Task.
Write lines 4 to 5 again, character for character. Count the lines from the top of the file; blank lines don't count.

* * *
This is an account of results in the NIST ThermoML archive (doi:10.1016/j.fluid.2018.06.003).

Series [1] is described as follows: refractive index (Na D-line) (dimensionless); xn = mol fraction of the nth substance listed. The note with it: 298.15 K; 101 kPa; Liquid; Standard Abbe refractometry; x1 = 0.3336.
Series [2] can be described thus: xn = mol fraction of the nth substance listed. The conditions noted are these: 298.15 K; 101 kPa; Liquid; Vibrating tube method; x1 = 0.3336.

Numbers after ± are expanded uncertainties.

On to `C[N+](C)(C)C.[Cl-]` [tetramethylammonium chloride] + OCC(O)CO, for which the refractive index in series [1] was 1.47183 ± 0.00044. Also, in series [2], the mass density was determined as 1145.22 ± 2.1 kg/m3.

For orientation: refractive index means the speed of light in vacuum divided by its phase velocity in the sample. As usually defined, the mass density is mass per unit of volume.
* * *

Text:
Numbers after ± are expanded uncertainties.

On to `C[N+](C)(C)C.[Cl-]` [tetramethylammonium chloride] + OCC(O)CO, for which the refractive index in series [1] was 1.47183 ± 0.00044. Also, in series [2], the mass density was determined as 1145.22 ± 2.1 kg/m3.